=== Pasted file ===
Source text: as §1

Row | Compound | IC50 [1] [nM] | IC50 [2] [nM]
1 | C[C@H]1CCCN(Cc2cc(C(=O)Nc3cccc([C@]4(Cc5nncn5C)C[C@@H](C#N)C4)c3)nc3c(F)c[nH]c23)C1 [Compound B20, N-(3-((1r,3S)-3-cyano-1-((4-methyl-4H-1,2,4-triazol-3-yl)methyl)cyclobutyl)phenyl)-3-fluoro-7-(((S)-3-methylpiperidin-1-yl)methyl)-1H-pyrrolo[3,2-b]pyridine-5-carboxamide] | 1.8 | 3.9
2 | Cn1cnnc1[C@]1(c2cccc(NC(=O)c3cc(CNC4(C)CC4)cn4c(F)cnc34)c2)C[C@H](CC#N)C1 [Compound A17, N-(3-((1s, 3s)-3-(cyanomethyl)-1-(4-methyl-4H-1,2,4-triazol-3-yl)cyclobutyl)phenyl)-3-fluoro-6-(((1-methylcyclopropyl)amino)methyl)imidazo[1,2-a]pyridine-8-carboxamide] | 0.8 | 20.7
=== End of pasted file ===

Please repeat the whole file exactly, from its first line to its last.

Source text: as §1

Row | Compound | IC50 [1] [nM] | IC50 [2] [nM]
1 | C[C@H]1CCCN(Cc2cc(C(=O)Nc3cccc([C@]4(Cc5nncn5C)C[C@@H](C#N)C4)c3)nc3c(F)c[nH]c23)C1 [Compound B20, N-(3-((1r,3S)-3-cyano-1-((4-methyl-4H-1,2,4-triazol-3-yl)methyl)cyclobutyl)phenyl)-3-fluoro-7-(((S)-3-methylpiperidin-1-yl)methyl)-1H-pyrrolo[3,2-b]pyridine-5-carboxamide] | 1.8 | 3.9
2 | Cn1cnnc1[C@]1(c2cccc(NC(=O)c3cc(CNC4(C)CC4)cn4c(F)cnc34)c2)C[C@H](CC#N)C1 [Compound A17, N-(3-((1s, 3s)-3-(cyanomethyl)-1-(4-methyl-4H-1,2,4-triazol-3-yl)cyclobutyl)phenyl)-3-fluoro-6-(((1-methylcyclopropyl)amino)methyl)imidazo[1,2-a]pyridine-8-carboxamide] | 0.8 | 20.7